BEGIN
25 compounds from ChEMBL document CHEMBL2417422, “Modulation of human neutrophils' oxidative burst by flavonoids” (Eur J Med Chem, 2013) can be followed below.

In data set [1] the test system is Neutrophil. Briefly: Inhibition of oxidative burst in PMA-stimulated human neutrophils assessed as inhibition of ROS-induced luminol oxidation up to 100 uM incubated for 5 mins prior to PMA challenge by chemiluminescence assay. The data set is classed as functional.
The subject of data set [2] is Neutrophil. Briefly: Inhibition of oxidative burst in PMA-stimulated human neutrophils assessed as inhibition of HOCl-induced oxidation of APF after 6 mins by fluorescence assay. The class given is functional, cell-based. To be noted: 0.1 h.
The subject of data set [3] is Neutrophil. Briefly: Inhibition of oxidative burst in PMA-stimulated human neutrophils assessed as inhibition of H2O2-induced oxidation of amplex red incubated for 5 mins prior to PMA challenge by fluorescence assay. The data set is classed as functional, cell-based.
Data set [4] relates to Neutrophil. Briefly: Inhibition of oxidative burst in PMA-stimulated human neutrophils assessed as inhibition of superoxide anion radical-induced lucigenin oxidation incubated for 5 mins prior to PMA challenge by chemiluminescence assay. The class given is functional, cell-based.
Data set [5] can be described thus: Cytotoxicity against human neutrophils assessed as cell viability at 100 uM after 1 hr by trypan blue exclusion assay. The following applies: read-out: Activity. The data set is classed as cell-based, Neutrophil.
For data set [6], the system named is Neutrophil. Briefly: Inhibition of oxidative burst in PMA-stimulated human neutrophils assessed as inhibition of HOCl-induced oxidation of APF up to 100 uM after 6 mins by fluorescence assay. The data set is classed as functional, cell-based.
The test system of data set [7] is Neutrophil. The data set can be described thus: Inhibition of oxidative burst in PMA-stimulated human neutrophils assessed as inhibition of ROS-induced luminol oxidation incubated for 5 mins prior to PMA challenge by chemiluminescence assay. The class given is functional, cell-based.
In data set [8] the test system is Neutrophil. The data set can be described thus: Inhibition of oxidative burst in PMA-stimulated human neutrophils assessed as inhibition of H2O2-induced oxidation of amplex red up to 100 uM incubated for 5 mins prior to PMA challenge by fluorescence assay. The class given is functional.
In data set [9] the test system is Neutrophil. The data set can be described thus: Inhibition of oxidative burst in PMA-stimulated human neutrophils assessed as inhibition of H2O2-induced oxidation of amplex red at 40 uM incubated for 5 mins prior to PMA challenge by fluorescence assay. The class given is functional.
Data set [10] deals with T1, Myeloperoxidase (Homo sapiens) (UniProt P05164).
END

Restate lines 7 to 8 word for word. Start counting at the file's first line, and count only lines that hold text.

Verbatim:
For data set [6], the system named is Neutrophil. Briefly: Inhibition of oxidative burst in PMA-stimulated human neutrophils assessed as inhibition of HOCl-induced oxidation of APF up to 100 uM after 6 mins by fluorescence assay. The data set is classed as functional, cell-based.
The test system of data set [7] is Neutrophil. The data set can be described thus: Inhibition of oxidative burst in PMA-stimulated human neutrophils assessed as inhibition of ROS-induced luminol oxidation incubated for 5 mins prior to PMA challenge by chemiluminescence assay. The class given is functional, cell-based.